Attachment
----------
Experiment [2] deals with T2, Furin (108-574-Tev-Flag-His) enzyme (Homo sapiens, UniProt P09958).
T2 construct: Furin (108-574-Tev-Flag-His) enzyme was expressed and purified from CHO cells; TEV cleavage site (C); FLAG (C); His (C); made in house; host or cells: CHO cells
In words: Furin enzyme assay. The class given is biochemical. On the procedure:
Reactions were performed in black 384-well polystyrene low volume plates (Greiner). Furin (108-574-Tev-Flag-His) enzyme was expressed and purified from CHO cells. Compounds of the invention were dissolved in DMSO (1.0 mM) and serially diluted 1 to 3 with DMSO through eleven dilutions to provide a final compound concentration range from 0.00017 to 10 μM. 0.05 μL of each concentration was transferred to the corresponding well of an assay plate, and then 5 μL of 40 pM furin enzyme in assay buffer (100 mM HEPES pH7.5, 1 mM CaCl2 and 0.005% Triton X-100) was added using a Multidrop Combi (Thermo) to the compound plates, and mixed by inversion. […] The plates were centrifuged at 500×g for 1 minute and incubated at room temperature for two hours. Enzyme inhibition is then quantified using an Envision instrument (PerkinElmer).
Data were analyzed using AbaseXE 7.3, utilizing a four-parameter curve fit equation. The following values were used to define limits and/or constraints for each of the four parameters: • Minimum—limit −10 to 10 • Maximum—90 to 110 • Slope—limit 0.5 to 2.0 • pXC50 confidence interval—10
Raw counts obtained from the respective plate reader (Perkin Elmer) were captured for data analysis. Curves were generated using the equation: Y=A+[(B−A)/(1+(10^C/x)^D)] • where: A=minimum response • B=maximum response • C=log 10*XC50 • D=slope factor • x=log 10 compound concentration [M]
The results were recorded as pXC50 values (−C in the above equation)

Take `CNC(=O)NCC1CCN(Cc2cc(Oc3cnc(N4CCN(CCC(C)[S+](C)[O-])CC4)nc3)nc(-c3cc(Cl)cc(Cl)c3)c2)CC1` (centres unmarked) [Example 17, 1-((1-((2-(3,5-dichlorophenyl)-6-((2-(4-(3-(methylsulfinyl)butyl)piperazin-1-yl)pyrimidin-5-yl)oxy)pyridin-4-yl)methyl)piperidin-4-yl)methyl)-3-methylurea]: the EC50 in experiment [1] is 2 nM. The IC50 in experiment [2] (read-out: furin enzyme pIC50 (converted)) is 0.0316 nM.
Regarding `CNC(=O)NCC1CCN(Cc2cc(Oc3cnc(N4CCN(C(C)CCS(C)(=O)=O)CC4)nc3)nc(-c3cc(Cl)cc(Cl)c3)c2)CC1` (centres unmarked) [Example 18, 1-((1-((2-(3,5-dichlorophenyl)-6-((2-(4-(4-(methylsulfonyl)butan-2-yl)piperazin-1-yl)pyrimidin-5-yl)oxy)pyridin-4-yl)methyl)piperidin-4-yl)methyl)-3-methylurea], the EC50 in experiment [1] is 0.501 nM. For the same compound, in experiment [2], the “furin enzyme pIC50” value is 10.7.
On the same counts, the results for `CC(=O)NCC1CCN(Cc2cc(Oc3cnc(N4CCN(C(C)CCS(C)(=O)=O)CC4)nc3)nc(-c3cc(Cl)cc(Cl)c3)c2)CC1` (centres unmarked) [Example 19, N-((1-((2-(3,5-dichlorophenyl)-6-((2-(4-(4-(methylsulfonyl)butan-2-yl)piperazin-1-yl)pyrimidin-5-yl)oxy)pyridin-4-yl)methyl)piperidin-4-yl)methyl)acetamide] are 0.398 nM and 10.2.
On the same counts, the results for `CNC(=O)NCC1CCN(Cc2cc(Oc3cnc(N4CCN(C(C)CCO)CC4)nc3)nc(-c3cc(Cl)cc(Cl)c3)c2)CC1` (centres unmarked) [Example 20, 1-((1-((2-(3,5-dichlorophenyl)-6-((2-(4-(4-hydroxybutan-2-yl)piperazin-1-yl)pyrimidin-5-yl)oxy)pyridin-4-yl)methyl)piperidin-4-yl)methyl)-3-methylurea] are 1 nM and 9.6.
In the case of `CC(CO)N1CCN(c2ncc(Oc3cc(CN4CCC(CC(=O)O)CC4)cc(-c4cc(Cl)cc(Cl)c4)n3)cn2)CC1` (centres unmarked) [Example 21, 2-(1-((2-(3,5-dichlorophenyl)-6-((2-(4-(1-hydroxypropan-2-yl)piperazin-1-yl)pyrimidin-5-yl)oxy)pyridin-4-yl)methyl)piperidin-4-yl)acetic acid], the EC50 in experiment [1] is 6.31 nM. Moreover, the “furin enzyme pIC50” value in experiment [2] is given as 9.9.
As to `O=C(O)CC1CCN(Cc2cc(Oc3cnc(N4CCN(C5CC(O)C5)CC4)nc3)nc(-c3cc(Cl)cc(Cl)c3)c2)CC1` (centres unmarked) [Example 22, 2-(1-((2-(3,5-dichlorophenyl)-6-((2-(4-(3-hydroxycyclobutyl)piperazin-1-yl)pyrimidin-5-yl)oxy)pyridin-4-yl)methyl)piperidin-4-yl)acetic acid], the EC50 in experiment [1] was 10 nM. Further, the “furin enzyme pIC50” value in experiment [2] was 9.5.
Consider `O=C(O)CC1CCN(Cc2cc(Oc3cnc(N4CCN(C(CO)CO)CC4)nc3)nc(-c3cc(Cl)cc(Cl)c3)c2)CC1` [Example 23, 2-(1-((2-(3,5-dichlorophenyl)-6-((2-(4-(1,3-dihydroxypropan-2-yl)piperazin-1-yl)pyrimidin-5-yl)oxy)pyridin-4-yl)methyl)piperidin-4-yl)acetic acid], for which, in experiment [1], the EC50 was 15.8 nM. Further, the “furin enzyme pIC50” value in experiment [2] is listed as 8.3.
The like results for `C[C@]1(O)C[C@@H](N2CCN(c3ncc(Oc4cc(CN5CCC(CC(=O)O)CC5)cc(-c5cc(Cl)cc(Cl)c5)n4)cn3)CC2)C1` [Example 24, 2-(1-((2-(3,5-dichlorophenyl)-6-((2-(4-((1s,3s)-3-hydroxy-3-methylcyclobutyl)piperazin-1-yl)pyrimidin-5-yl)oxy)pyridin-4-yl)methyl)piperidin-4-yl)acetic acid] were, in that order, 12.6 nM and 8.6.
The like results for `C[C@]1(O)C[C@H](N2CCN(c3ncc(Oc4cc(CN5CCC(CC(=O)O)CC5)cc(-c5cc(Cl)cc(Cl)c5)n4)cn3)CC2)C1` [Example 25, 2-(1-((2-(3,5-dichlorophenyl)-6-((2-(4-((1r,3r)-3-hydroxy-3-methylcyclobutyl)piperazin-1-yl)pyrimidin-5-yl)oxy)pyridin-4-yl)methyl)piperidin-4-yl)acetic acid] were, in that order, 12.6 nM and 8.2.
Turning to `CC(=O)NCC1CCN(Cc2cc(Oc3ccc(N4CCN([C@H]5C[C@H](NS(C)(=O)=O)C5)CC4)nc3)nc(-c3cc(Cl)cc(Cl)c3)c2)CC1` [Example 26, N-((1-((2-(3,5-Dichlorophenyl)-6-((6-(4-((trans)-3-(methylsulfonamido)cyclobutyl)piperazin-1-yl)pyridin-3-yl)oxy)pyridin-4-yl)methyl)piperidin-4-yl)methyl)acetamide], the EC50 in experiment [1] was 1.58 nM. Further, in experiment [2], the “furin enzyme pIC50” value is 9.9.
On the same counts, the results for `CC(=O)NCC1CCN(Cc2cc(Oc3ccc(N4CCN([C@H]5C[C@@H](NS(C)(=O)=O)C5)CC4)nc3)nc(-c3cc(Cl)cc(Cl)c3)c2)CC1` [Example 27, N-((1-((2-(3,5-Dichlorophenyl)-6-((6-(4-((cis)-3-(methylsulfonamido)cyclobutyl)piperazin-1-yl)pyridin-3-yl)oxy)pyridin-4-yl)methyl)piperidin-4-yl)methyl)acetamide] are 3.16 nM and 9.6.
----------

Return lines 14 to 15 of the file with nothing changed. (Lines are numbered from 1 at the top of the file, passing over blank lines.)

Consider `O=C(O)CC1CCN(Cc2cc(Oc3cnc(N4CCN(C(CO)CO)CC4)nc3)nc(-c3cc(Cl)cc(Cl)c3)c2)CC1` [Example 23, 2-(1-((2-(3,5-dichlorophenyl)-6-((2-(4-(1,3-dihydroxypropan-2-yl)piperazin-1-yl)pyrimidin-5-yl)oxy)pyridin-4-yl)methyl)piperidin-4-yl)acetic acid], for which, in experiment [1], the EC50 was 15.8 nM. Further, the “furin enzyme pIC50” value in experiment [2] is listed as 8.3.
The like results for `C[C@]1(O)C[C@@H](N2CCN(c3ncc(Oc4cc(CN5CCC(CC(=O)O)CC5)cc(-c5cc(Cl)cc(Cl)c5)n4)cn3)CC2)C1` [Example 24, 2-(1-((2-(3,5-dichlorophenyl)-6-((2-(4-((1s,3s)-3-hydroxy-3-methylcyclobutyl)piperazin-1-yl)pyrimidin-5-yl)oxy)pyridin-4-yl)methyl)piperidin-4-yl)acetic acid] were, in that order, 12.6 nM and 8.6.